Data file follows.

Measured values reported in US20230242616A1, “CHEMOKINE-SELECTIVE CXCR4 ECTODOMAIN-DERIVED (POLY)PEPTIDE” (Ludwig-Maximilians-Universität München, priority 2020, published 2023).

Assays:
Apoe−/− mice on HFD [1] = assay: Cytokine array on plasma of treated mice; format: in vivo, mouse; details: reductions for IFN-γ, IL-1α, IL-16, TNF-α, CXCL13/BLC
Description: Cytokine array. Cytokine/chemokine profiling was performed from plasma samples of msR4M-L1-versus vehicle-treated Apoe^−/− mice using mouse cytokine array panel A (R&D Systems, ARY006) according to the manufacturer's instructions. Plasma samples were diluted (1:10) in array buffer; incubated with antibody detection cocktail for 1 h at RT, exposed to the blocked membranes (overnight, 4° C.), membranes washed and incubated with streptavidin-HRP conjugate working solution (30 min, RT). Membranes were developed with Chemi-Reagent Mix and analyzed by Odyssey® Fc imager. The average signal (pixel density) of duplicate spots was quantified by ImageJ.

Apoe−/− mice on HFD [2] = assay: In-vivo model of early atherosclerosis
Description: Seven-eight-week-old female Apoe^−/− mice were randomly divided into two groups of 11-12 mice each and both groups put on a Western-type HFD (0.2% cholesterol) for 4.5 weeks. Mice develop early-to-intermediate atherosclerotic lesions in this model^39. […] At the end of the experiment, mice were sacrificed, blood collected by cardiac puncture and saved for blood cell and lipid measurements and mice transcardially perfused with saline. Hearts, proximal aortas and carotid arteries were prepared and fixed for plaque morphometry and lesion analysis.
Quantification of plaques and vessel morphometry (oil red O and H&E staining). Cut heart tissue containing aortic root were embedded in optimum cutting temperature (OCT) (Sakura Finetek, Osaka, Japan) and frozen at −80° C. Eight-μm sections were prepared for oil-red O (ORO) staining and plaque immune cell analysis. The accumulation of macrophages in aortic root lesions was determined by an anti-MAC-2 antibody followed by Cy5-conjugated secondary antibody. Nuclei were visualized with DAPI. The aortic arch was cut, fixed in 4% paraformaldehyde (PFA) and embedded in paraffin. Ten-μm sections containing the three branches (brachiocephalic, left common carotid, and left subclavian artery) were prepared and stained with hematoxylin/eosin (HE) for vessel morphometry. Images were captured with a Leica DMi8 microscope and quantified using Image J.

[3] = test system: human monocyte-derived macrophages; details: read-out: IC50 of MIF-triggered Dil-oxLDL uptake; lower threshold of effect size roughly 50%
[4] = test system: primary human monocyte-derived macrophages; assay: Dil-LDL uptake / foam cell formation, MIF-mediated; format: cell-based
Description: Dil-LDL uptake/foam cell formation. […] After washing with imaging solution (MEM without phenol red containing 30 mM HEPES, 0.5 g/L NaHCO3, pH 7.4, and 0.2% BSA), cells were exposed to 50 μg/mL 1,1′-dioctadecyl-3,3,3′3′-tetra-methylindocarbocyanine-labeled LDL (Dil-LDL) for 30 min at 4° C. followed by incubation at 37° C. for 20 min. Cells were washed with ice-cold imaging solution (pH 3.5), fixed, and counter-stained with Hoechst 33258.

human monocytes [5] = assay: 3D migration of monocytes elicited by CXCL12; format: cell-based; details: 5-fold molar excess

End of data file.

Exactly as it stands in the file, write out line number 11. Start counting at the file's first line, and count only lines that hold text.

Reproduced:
human monocytes [5] = assay: 3D migration of monocytes elicited by CXCL12; format: cell-based; details: 5-fold molar excess